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First thoughts on Hearthstone

Posted 12-05-2013 at 09:25 PM by Spacebear

I got my Hearthstone beta key just before Thanksgiving. My brother in law apparently has been sitting on one for a month or two, so I was quick to point out that they were selling online for quite a bit, and he just frowned.

I got about 100 games in over the break, since I didn't really want to play Tribes on my parent's mediocre internet. So while I don't really have a real opinion on the power level of certain strategies or anything, I have a good grasp of the game's mechanics. That, and I have over a decade of Magic: The Gathering experience under my belt, so my card valuation for any game is usually pretty good.

The first thing I noticed was how good the sound was. This is a really unusual thing to praise about a card game, but it really does a good job of bringing the cards to life without the traditional ways of doing so (Art and Flavor Text). (I know there is art but its so damn small it might as well not be there) The little quotes all the minions say when they are played and when they attack are all very effective. By the end of the weekend I knew what was going on in my bro in law's game without looking at the screen.

Mechanically, the game is pretty basic at this point, but very solid. There isn't any "Activated abilities", but there are a lot of triggered and static abilities. I find the combat funny because it works the way a lot of people assume Magic's combat works, with choosing between attacking minions or players. The minions are all pretty well designed around the combat too; even after looking at all the cards available, I felt that most of the cards had a very real purpose for existing. This contrasts with how Magic handles creature power level, but Magic also has to consider various "limited" formats.

Of all the card games I've ever played, Hearthstone feels the most accessible. Blizzard gives you a lot of stuff to work with and have fun with right off the bat, and it isn't like its all the bad cards. The fact that there aren't many actual "bad" cards only helps make the game more accessible, because it makes it easier for people to play what they like without worrying about whether or not they are making a mistake by going "against the flow".

Ok, I'm bored talking about the things I like.

One thing I am not convinced of in the current design of Hearthstone is sustainability. A lot of old TCGs used "universal mana" in some way or another to solve the "mana screw" problem that Magic has. But the resulting resource systems end up having game crippling flaws. For example, VS. System's resource system had only one type of mana that you would get more a turn, and almost every card had some sort of faction on them. The problem was, if there was a 3 drop character that was even a little better than previous 3 drops, it would completely demolish any purpose that the older card had. There was no point in playing the old card anymore.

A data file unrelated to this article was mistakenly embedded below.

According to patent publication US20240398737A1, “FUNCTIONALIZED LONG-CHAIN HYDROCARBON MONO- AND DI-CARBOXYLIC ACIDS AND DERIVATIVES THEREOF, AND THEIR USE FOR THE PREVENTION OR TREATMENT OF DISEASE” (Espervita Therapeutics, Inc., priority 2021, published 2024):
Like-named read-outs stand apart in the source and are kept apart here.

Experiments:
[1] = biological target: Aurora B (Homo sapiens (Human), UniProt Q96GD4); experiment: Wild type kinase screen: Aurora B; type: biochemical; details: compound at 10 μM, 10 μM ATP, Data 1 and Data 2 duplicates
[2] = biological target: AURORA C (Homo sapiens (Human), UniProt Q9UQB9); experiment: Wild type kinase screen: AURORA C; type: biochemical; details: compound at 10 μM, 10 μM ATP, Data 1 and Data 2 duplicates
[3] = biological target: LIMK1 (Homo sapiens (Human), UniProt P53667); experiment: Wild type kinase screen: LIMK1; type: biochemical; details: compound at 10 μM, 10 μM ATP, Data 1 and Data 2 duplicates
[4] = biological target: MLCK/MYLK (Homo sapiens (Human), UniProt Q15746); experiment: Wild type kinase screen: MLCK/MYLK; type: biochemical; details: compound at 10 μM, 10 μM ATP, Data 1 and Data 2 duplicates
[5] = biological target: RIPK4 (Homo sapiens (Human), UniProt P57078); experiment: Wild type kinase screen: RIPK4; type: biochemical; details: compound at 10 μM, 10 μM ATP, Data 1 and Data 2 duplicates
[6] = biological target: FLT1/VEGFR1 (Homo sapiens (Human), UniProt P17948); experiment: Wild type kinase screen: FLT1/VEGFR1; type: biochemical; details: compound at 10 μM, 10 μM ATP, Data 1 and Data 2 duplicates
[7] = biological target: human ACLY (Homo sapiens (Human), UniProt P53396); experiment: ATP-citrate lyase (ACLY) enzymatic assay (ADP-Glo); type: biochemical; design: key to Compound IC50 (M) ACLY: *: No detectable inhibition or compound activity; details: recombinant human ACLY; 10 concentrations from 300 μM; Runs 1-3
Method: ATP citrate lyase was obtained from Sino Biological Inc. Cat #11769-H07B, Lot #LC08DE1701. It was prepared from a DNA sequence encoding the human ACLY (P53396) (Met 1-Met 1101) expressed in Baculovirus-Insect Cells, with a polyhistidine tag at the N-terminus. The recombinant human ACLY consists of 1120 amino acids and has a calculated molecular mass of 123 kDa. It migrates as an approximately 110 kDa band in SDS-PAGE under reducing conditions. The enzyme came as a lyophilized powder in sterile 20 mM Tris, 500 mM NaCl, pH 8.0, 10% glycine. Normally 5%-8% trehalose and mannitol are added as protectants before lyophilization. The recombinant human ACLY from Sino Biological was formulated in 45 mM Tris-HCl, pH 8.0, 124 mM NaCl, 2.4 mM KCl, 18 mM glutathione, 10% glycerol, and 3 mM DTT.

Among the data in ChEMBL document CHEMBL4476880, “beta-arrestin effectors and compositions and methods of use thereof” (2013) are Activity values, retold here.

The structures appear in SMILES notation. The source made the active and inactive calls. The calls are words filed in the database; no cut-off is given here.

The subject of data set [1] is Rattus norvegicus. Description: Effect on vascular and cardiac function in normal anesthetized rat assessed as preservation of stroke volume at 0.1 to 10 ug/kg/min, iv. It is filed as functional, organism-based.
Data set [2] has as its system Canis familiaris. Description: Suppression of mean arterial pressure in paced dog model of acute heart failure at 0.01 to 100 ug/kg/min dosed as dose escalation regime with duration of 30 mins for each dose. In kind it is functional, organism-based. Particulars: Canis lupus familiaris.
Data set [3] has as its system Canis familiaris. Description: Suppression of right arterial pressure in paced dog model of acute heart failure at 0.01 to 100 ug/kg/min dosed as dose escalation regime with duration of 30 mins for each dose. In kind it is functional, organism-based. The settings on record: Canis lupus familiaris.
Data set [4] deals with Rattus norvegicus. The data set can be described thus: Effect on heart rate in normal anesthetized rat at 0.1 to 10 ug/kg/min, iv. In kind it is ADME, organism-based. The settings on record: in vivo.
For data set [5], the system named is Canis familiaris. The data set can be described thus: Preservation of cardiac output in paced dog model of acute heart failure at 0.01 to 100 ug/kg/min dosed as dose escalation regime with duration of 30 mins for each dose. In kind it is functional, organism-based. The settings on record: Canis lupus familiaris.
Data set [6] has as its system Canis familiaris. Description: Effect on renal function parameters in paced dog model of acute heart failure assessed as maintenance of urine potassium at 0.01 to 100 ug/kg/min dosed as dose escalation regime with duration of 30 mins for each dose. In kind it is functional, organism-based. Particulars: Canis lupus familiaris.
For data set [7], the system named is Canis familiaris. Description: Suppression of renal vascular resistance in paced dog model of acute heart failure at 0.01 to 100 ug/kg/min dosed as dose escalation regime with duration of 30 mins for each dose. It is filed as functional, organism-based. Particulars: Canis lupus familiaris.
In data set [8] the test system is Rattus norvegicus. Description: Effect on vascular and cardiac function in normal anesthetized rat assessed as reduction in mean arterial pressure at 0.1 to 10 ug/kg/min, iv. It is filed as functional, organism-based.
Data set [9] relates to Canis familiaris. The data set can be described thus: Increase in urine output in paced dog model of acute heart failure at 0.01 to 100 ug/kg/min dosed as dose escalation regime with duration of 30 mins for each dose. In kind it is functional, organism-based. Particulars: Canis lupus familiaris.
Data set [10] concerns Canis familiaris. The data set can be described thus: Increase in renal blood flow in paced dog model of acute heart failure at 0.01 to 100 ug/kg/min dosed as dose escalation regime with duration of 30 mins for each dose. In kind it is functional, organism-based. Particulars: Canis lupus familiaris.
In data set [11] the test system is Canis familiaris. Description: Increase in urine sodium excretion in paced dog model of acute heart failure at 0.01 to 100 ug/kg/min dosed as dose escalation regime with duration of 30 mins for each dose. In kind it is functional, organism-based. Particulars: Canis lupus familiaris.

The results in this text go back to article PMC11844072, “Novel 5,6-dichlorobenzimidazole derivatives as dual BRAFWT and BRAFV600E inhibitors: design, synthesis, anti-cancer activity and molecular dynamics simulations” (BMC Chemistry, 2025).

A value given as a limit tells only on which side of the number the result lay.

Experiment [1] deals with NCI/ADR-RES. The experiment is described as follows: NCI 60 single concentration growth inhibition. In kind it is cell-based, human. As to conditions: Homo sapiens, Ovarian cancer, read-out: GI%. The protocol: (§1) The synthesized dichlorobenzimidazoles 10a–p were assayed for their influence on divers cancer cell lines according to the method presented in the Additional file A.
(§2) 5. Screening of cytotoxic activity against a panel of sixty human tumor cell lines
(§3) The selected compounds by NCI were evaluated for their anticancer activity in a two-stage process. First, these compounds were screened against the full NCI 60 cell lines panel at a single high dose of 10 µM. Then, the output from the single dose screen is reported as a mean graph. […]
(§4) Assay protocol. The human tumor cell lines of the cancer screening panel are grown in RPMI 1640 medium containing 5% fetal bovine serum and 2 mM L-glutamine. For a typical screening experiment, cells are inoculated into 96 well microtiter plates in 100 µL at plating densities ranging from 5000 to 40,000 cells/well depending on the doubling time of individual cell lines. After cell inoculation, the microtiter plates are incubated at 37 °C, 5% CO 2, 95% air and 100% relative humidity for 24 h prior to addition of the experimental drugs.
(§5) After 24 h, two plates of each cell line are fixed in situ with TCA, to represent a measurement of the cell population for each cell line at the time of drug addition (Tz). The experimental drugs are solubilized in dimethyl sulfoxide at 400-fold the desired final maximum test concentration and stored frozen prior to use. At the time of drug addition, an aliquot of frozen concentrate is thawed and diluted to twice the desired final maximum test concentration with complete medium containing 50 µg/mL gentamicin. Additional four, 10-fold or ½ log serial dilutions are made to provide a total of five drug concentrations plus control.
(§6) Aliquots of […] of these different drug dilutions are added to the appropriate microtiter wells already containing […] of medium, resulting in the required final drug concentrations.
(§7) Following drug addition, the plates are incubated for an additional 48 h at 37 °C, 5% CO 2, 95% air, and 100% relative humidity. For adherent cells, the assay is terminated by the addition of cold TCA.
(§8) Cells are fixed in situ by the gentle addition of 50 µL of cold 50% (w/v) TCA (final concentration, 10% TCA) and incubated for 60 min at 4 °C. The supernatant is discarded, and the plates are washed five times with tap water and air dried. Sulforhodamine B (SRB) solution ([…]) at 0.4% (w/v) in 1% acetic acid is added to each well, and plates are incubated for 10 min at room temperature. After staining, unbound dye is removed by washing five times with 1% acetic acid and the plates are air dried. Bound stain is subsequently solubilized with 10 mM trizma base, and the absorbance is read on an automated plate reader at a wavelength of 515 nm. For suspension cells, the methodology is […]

There was also a very uneven distribution of available cards for any given faction. If a new faction was created in a later set, there would be a very small pool of cards to build decks for that faction. Whatever state it was in when the set came out, it basically stayed there. Not every faction was like this, but the fragmentation problem was still vast.

So for Hearthstone, I am worried that they don't have enough to differentiate similarly costed cards. Right now, a lot of minions have similar stats, cost the same, and the only difference is that they changed what keyword was on the card. Down the line, they are going to have to make new cards to play side by side with the old cards, and I think they are going to have a real problem, depending on how often they want to add new cards. If there is a 2/2 with taunt in the game, you can't make a 2/3 with taunt at the same cost, because that would look very bad to players. (Magic can get away with this due to rotating formats and the structure of limited play)

I also don't know what Blizzard's stance on "intentionally making bad cards" is. Not having that freedom to make cards a little weird and usually bad might lead to the game having difficulty growing the card pool. I own a 540 card cube for Magic, and I've been constantly working on it for about 5 years. If I tried to make the cube as evenly balanced as possible, I would lose all my hair. I also don't think it would be as fun.


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The other issue I have with the game is the progression system. Right now, the best way to acquire new cards is booster packs, which cost 100 gold. The best way to get gold is to complete quests, which usually give you 40 gold. And I've only been getting one quest a day. Which means that pack acquisition is insanely slow. I have my own idea for what I would like to see as far as card acquisition goes, but I don't remember all the little details from when I described it to my buddy.

I feel that earning .8 packs a day, and some amount of arcane dust to craft specific cards, would be a decent place to be. Right now, dust is only useful when you already got a lot of packs. And the way the game is right now, its pretty hard to have a surplus of cards. Giving players some amount of dust would allow them to improve their decks slowly, without having to depend on booster packs giving them cards for their Druid deck.



Overall, I like the game a lot, but there is still work to be done, and a lot of my issues with the game are not about where it is now, but where it could be going.

(Oh, and as far as Arena goes, I don't like it at all. Easily the most boring and worthless drafting system I have ever seen in any card game.)
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